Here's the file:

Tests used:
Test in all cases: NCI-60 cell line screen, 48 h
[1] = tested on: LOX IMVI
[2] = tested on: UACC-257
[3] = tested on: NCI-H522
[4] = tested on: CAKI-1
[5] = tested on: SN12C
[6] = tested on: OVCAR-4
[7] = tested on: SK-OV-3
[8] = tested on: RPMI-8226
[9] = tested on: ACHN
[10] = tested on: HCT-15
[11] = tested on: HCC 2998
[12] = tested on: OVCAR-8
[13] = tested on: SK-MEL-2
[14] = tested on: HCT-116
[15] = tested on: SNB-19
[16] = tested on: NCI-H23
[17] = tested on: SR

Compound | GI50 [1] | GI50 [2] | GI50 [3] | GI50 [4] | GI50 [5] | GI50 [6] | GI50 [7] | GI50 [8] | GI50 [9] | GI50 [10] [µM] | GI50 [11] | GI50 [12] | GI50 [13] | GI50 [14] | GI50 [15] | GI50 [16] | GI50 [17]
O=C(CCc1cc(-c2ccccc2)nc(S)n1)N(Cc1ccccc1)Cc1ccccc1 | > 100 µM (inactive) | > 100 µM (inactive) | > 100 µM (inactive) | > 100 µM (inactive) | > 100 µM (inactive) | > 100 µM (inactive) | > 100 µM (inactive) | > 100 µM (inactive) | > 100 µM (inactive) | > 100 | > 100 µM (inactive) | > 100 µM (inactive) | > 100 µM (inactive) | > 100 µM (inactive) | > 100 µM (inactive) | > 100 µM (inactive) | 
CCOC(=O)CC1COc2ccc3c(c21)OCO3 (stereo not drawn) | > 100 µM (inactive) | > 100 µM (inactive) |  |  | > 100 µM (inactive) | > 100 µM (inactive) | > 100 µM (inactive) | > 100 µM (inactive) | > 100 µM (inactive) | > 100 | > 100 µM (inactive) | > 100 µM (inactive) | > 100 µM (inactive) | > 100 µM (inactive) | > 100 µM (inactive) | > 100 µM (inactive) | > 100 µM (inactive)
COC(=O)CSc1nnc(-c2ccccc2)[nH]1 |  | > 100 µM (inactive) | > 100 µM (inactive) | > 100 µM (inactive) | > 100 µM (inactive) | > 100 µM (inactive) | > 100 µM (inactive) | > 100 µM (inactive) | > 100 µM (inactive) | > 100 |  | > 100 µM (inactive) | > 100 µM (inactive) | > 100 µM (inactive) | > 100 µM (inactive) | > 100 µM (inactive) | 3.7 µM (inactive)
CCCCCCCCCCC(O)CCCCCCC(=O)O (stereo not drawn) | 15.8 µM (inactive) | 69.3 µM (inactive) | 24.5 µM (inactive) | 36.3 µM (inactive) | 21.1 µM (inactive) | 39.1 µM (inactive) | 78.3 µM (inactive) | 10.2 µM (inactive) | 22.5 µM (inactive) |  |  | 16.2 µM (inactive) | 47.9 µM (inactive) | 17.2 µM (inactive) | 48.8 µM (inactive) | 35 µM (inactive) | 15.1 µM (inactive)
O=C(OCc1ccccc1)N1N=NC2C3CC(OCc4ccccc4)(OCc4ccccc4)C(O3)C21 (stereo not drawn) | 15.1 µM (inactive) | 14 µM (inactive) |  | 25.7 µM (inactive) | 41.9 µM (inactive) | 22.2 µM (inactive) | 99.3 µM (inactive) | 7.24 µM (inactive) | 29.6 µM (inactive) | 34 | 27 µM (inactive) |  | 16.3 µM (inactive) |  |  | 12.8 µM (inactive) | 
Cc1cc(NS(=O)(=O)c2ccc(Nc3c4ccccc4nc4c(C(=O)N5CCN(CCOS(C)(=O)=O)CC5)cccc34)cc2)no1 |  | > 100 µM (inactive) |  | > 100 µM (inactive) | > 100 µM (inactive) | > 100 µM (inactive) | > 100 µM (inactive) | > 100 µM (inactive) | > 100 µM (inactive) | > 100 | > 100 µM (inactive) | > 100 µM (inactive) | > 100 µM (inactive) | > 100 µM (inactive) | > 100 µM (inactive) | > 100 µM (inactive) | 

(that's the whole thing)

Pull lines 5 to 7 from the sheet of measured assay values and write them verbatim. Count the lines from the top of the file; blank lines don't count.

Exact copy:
[3] = tested on: NCI-H522
[4] = tested on: CAKI-1
[5] = tested on: SN12C